Have learned I need way less pain killer if they are available and I take them with regularity. Down to half when things are managed carefully. This means I can think. Plan. And create. Having all this time has started to fill up sketchbooks with ideas that are cohesive. Having dreams about full projects really helps. Everything there. Including visuals on materials needed. And I can read again. Real words. Academic papers instead of small articles. About fiber, Vikings and burial containers. All directed by a stream of genetic connection and personal history.

And one of the nurses in the hospital heard I was a fiber artist. He came and talked for a long time. About a museum for Islamic textiles. He brought in images of some of the breath taking 700 year old protection garments. Gold and precious metals woven into script. And fragments of the prayer cloths from Mecca.  He is a calligrapher who works with fine vellum made from baby deer. He thinks they can be stitched and have been. My desire to work with the fundamental kicked back in Mayne. I pulled him together a list of contacts. He made sure I had oxygen, shots and medication. And inspiration. And true compassion. Sharing of ideas.

Arthur came by. I insisted I be listed as atheist when asked about a spiritual advisor. I only wanted a Unitarian Universalist who was a humanist or atheist support. Impossible. But he actually existed. And he came. And helped. Really helped shake me from the terror of being in a huge institution and powerlessness.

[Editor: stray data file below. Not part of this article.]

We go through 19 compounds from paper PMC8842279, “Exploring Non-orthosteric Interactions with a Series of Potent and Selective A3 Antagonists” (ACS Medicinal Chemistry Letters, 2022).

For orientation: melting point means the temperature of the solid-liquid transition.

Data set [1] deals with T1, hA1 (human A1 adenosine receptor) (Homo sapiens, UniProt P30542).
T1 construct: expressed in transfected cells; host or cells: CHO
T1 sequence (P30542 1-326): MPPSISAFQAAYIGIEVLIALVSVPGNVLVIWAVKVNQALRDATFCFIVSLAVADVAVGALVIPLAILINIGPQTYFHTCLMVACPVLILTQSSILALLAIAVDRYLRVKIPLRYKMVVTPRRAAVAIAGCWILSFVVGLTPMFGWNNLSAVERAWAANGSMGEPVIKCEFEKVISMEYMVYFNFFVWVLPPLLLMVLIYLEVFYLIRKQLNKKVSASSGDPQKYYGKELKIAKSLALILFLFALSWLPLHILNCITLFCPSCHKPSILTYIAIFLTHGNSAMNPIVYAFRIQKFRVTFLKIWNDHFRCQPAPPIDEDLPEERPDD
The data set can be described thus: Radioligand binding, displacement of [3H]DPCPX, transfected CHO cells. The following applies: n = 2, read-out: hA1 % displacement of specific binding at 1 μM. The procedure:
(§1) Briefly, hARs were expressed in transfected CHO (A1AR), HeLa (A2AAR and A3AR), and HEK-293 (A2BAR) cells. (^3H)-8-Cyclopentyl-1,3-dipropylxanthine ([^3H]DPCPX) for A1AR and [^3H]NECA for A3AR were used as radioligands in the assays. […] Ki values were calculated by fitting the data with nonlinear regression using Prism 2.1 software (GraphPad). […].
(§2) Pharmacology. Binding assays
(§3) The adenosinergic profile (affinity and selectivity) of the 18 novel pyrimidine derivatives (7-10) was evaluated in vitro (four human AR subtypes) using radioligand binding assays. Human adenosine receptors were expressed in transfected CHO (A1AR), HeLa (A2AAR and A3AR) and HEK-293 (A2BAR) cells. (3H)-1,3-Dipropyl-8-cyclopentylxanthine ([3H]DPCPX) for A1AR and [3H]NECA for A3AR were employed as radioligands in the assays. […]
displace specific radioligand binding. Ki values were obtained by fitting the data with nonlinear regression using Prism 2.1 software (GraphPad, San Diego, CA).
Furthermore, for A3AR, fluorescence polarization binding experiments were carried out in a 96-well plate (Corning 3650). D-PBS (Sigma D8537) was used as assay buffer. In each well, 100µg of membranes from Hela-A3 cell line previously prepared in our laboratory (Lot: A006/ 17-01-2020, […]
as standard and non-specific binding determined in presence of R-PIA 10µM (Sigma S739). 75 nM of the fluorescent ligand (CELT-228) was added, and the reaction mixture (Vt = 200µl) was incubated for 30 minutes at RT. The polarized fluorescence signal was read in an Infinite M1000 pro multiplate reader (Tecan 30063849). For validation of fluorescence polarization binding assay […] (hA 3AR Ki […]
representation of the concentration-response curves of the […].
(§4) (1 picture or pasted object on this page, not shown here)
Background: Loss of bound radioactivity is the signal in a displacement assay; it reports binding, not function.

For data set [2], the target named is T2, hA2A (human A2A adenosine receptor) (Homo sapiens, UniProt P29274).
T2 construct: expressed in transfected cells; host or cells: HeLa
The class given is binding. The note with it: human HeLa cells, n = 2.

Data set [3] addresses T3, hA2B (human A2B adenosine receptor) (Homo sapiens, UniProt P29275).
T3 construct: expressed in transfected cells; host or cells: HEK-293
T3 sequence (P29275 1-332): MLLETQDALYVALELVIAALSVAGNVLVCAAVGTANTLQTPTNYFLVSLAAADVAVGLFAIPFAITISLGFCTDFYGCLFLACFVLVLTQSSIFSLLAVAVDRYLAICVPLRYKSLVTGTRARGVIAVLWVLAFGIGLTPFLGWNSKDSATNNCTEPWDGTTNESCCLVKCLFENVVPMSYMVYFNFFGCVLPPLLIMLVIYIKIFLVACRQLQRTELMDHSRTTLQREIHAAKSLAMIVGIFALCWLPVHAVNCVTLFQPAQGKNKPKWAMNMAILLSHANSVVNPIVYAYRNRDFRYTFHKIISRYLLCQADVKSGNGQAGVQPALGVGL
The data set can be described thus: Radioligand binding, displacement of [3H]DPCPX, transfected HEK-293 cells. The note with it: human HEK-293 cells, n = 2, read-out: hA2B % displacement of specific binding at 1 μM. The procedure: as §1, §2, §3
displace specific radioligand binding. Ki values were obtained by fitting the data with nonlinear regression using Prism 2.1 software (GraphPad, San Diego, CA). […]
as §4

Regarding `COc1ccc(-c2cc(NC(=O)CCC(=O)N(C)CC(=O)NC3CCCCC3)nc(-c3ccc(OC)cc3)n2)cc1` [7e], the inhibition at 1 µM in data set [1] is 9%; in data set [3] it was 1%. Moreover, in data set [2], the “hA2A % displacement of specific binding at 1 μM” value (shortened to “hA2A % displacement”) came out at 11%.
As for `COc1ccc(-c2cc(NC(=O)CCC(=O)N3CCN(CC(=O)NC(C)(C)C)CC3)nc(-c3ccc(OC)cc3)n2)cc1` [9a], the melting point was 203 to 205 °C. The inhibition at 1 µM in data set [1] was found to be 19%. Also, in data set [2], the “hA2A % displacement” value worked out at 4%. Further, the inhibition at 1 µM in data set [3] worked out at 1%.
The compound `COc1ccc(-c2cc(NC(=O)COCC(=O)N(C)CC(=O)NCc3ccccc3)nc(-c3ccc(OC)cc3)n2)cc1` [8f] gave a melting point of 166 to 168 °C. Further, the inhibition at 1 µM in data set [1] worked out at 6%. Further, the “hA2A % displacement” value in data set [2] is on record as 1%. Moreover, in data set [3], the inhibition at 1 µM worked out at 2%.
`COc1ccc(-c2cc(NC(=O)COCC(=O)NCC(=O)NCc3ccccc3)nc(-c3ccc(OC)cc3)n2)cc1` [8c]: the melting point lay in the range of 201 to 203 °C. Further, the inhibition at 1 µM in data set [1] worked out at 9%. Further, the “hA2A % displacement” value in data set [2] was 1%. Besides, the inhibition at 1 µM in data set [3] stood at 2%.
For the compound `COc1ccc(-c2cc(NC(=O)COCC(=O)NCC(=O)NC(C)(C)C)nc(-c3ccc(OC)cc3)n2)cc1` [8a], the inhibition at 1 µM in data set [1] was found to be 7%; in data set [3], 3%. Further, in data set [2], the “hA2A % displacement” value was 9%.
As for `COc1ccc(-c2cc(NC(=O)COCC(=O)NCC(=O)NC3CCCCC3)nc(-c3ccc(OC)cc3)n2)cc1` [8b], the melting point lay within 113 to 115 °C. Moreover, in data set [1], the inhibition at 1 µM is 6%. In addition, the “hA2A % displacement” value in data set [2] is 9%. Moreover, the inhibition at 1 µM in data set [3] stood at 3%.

And a young nurse who just graduated from school in Montreal. Bright blond Irish and from between Cork and Wexford. From my mother's neighbourhood in Montreal. Comfort. When I experienced distress late at night she figured out I needed something else besides Atavan or Hydro-morphone. She scooted down the hall and found some potato chips. And closed the door and shared them because potato water was in our blood. And laughed.  All anxiety dissipated immediately.

Never doubt cracks in the walls where true human beauty pours out.

I didn't die. I was completely ready. But once more life continues for awhile. More damage than before and more challenge but this can be handled. Upright far more often now. Pretty shaky but getting some core energy back. I am so well cared for. Bren. My mother. Christine. Gayla. Birgitta.So many people. And lots of people dropping in. And Tim kicks everyone out when he sees me going under. I have a hard time noticing that. He is very conscious and protective. And more than real.

The sun streams into this apartment. It is a soft and lovely place to do this. Such a sweet little cave.

Old thoughts on Mecca. "Return to Mecca" Portion of a five meter length of velvet. Complex cloth.
 Done by me and in the collection of Christine Basque. 

Friday, October 17, 2014

New Landings

I have been in the hospital for the last 16 days.
I came home last night to my little Vancouver apartment and slept in my own bed.

My postings have been non existent.
 I am still alive. I was rushed by ambulance to Acute Care from the Cancer Clinic with lungs full of pneumonia. I had no wait in the Emergency Ward and was placed on oxygen and pain killers immediately. I was surrounded by more specialists and nurses than I can imagine. I have almost no memory of a week of my life.